The properties in turmeric may also help decrease pain associated with two common disorders:

  • Autoimmune diseases: These occur when the immune system attacks healthy body tissue or organs as if they were viruses, bacteria, and foreign substances. Examples include type 1 disease and Hashimoto's thyroiditis, the most common cause of an underactive thyroid gland.
  • Tendonitis: A condition in which the tendons, which connect muscles to bone, become inflamed, causing pain and difficulty moving.


While sipping ginger tea can help relieve cold-related congestion, supplementing with ginger may help to ease the pain. Research indicates that ginger may calm arthritis pain, possibly by lowering your prostaglandin levels.

One 2015 study even suggests that ginger could reduce pain and inflammation as effectively as non-steroidal anti-inflammatory drugs (such as aspirin), although more further research is still needed.

White willow bark, turmeric, and ginger contain natural blood-thinning compounds, so people taking many common medications and supplements and those about to undergo surgery should be careful and discuss these supplements with their doctors.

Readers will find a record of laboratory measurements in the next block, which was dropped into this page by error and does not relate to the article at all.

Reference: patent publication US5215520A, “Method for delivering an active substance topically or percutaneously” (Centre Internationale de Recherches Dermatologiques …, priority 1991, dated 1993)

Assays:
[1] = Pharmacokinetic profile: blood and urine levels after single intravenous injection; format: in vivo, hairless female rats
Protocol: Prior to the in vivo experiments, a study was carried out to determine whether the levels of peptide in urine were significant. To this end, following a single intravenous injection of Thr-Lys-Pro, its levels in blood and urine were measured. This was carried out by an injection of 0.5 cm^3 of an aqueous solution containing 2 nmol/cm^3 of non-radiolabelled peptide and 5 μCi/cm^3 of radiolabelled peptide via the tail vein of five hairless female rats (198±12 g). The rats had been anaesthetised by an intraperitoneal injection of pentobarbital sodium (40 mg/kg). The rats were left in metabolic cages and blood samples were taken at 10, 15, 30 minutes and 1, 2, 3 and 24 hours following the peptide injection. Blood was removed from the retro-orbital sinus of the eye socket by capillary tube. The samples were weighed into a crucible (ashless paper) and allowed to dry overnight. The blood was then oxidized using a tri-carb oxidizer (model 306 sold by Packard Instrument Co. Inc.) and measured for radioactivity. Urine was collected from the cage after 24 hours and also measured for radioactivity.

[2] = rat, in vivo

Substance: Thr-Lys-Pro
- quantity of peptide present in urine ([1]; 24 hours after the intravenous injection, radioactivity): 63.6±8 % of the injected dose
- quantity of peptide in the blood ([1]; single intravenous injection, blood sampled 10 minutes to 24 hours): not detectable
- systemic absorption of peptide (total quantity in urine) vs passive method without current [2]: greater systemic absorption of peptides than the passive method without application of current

Researchers have looked carefully at certain herbal treatments that traditional healing practitioners often tout as pain relievers.

In studies, several of these have shown true potential to help with arthritis pain and other disorders caused by inflammation. White willow bark, Boswellia, devil’s claw, bromelain, turmeric, and ginger have all shown potential to help ease pain.

However, some are not appropriate for children. There may also be instances where these herbal treatments interact with other medications you take, so always discuss these treatments with your doctor.

10 Sources
Verywell Health uses only high-quality sources, including peer-reviewed studies, to support the facts within our articles. Read our editorial process to learn more about how we fact-check and keep our content accurate, reliable, and trustworthy.
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Additional Reading

By Cathy Wong
Cathy Wong is a nutritionist and wellness expert. Her work is regularly featured in media such as First For Women, Woman's World, and Natural Health.